Example Usage

package main

// imports ...

type TestCommand struct{}

var _ ken.SlashCommand = (*TestCommand)(nil)

func (c *TestCommand) Name() string {
    return "ping"
}

func (c *TestCommand) Description() string {
    return "Basic Ping Command"
}

func (c *TestCommand) Version() string {
    return "1.0.0"
}

func (c *TestCommand) Options() []*discordgo.ApplicationCommandOption {
    return []*discordgo.ApplicationCommandOption{}
}

func (c *TestCommand) Run(ctx *ken.Ctx) (err error) {
    err = ctx.Respond(&discordgo.InteractionResponse{
        Type: discordgo.InteractionResponseChannelMessageWithSource,
        Data: &discordgo.InteractionResponseData{
            Content: "Pong!",
        },
    })
    return
}

func main() {
    token := os.Getenv("TOKEN")

    session, err := discordgo.New("Bot " + token)
    if err != nil {
        panic(err)
    }
    defer session.Close()

    k := ken.New(session)
    k.RegisterCommands(
        new(commands.TestCommand),
    )

    defer k.Unregister()

    err = session.Open()
    if err != nil {
        panic(err)
    }

    sc := make(chan os.Signal, 1)
    signal.Notify(sc, syscall.SIGINT, syscall.SIGTERM, os.Interrupt, os.Kill)
    <-sc
}

You can also find a "real world" implementation in my Discord Bot shinpuru, where ken is used as main slash command framework.

FAQ

Why do my commands not show up in Discord?

This may have multiple reasons.

  1. Check if you invited your Bot with the applications.commands OAuth2 scope. This option was added for bots to be permitted to create slash commands for a guild. When you already invited your bot before that, the bot will not be able to register slash commands. To fix this, simply kick the bot and re-invite it with an invite link containing the required applications.commands scope.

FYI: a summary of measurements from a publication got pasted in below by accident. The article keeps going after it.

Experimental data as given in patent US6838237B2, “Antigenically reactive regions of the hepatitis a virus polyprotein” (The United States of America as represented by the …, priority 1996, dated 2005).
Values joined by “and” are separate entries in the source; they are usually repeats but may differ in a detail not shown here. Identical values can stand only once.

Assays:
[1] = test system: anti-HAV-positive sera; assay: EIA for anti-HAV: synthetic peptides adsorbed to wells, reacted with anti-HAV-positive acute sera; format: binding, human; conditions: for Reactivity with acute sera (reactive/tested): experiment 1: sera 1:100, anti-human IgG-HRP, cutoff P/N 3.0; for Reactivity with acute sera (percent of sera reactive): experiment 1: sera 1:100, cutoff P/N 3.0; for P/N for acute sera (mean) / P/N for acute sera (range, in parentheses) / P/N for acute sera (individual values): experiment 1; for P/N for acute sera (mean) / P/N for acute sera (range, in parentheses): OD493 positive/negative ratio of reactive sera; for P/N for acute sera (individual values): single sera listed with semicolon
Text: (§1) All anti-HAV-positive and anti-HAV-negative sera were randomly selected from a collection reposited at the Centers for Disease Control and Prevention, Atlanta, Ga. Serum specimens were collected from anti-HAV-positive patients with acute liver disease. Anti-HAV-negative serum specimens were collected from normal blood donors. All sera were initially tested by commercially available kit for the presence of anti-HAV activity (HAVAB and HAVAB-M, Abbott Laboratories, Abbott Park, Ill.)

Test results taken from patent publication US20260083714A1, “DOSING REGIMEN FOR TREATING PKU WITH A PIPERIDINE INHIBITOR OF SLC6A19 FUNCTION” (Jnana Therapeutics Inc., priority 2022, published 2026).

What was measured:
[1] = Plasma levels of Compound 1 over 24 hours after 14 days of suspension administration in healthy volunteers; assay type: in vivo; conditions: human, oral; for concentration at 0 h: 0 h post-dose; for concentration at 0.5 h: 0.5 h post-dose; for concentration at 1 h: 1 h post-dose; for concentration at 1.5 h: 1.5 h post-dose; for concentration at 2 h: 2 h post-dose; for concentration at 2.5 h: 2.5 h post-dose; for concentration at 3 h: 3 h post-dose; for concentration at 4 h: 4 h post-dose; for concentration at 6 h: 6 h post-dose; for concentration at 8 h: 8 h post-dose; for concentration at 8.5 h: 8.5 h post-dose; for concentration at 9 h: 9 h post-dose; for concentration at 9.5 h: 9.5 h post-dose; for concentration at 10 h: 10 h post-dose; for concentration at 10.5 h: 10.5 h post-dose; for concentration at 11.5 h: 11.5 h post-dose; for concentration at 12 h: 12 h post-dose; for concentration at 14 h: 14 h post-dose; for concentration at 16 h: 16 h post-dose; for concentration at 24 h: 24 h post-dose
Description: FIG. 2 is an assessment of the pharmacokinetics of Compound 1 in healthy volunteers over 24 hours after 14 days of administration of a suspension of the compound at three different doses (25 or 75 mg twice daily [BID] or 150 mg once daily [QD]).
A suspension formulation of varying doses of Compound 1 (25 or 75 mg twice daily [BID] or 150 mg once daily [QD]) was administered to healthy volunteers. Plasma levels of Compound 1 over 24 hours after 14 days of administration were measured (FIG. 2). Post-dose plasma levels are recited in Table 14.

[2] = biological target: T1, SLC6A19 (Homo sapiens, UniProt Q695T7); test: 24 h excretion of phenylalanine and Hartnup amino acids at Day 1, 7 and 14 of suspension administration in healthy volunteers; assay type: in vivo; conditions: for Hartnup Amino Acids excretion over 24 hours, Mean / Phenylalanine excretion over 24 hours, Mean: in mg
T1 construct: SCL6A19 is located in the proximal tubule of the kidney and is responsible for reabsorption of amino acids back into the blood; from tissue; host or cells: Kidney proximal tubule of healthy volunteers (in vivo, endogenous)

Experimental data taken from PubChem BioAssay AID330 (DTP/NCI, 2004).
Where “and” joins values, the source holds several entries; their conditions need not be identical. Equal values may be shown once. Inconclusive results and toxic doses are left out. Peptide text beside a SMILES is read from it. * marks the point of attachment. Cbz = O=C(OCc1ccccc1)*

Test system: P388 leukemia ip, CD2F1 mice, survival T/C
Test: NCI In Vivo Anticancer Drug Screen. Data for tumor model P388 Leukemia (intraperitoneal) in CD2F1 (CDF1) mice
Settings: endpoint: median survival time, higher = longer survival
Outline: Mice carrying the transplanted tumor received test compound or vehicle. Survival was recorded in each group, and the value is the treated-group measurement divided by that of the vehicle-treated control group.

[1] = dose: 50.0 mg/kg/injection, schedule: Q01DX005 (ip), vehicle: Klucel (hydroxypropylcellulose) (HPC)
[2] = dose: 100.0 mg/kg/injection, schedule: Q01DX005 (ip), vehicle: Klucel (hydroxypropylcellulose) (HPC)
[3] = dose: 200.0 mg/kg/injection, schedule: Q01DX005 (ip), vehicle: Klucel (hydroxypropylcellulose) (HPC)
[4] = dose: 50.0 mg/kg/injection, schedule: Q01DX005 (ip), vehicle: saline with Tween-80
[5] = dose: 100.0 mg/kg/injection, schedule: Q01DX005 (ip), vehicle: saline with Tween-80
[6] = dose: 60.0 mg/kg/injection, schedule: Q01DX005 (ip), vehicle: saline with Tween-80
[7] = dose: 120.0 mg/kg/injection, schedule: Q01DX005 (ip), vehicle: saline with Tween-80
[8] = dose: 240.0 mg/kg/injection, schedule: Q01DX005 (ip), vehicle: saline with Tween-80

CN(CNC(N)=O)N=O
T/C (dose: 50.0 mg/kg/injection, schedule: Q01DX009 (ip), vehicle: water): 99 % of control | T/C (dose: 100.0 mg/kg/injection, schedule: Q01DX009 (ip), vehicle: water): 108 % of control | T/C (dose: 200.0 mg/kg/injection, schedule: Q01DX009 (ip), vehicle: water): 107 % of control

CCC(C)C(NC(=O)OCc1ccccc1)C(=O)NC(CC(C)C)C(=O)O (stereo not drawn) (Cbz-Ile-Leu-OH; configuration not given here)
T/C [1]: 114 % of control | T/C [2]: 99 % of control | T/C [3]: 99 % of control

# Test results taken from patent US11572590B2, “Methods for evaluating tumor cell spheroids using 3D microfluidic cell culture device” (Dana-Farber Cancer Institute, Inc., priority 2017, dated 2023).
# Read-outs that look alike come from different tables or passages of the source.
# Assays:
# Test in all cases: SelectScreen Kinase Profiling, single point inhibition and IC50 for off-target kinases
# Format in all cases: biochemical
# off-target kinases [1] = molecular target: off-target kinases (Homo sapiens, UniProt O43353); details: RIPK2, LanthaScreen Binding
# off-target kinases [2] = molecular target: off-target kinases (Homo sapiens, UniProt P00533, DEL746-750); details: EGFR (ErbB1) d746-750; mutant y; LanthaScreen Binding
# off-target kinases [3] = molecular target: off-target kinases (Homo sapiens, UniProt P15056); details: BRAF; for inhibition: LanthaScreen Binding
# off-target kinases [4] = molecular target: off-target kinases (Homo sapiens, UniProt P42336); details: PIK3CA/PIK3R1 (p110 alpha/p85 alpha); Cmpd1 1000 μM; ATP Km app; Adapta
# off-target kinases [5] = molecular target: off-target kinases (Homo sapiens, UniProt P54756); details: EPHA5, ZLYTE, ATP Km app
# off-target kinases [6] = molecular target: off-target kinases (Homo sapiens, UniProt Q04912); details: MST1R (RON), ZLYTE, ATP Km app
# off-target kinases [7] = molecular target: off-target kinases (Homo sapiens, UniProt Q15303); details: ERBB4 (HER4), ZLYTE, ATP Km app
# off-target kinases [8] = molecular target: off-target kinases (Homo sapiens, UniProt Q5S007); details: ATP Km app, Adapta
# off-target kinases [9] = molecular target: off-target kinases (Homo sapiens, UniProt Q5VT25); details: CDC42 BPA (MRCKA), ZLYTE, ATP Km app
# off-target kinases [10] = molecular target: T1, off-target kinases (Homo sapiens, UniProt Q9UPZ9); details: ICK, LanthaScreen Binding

Pro-Tip: You can go to the OAuth2 Page in the Discord Application settings to generate a suitable invite link.

  2. When a command needs to be created (if you start the bot with a newly added command), It may take up to 15-30 minutes (based on personal experience) until the command shows up in Guilds. After that (when CommandStore is enabled), commands are re-used and updated, which does not take that much time.

    Pro-Tip: To create a command, you just need to specify a valid name, description and options and add it to ken's handler register. After that, start the bot in the background and then implement the command logic to bridge the time until the command shows up to test it.

  3. As I have experienced personally, sometimes, you might need to restart your Discord client until commands show op on Guilds. And sometimes you even need to kick and re-invite the bot so that they show up. I don't really know if this is a registration issue on ken's site. If you know more about that, please let me know!

Why do I get the error command name is invalid?

Discord has some very strong restrictions to the naming of commands and command options. The name of a command, sub command or command option must be unique and must match the regex ^[a-z0-9-_]{1,32}$¹.

If you are not familiar with regex, the name must match the following conditions:

  • It must only contain lowercase letters, numbers, dashes and underscores.
  • It must be at least 1 character and at most 32 characters long.

¹ The pattern described in the Discord docs ^[\w-]{1,32}$ is actually not accurate, because you can not use uppercase letters in names, but you can use underscores.

Projects using ken

If you used ken in your project, feel free to add it here with a pull request. 😉


© 2021 Ringo Hoffmann (zekro Development).
Covered by the MIT Licence.